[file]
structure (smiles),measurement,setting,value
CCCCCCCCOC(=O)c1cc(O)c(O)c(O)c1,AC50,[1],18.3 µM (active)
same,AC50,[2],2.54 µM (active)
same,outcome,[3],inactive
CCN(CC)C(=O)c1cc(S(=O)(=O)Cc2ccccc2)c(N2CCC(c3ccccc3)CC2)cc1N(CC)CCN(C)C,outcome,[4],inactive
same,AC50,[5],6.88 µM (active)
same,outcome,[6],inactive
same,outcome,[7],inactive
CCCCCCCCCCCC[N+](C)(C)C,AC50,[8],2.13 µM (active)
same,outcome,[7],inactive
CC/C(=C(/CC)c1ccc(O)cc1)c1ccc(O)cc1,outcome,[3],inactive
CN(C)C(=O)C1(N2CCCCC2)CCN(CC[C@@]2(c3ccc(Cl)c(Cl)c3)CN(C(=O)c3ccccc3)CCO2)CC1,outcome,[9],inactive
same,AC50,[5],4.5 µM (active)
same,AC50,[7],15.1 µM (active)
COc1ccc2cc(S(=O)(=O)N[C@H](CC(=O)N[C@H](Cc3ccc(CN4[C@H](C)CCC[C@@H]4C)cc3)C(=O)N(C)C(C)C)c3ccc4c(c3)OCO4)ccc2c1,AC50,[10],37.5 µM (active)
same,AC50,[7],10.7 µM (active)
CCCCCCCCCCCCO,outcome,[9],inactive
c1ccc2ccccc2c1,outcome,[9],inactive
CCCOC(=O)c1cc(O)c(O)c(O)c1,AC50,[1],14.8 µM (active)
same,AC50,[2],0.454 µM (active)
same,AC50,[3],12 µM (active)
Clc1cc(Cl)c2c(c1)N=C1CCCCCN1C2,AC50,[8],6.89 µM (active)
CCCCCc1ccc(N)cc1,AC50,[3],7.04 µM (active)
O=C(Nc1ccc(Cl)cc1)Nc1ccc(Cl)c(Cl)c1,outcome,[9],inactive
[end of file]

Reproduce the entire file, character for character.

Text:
structure (smiles),measurement,setting,value
CCCCCCCCOC(=O)c1cc(O)c(O)c(O)c1,AC50,[1],18.3 µM (active)
same,AC50,[2],2.54 µM (active)
same,outcome,[3],inactive
CCN(CC)C(=O)c1cc(S(=O)(=O)Cc2ccccc2)c(N2CCC(c3ccccc3)CC2)cc1N(CC)CCN(C)C,outcome,[4],inactive
same,AC50,[5],6.88 µM (active)
same,outcome,[6],inactive
same,outcome,[7],inactive
CCCCCCCCCCCC[N+](C)(C)C,AC50,[8],2.13 µM (active)
same,outcome,[7],inactive
CC/C(=C(/CC)c1ccc(O)cc1)c1ccc(O)cc1,outcome,[3],inactive
CN(C)C(=O)C1(N2CCCCC2)CCN(CC[C@@]2(c3ccc(Cl)c(Cl)c3)CN(C(=O)c3ccccc3)CCO2)CC1,outcome,[9],inactive
same,AC50,[5],4.5 µM (active)
same,AC50,[7],15.1 µM (active)
COc1ccc2cc(S(=O)(=O)N[C@H](CC(=O)N[C@H](Cc3ccc(CN4[C@H](C)CCC[C@@H]4C)cc3)C(=O)N(C)C(C)C)c3ccc4c(c3)OCO4)ccc2c1,AC50,[10],37.5 µM (active)
same,AC50,[7],10.7 µM (active)
CCCCCCCCCCCCO,outcome,[9],inactive
c1ccc2ccccc2c1,outcome,[9],inactive
CCCOC(=O)c1cc(O)c(O)c(O)c1,AC50,[1],14.8 µM (active)
same,AC50,[2],0.454 µM (active)
same,AC50,[3],12 µM (active)
Clc1cc(Cl)c2c(c1)N=C1CCCCCN1C2,AC50,[8],6.89 µM (active)
CCCCCc1ccc(N)cc1,AC50,[3],7.04 µM (active)
O=C(Nc1ccc(Cl)cc1)Nc1ccc(Cl)c(Cl)c1,outcome,[9],inactive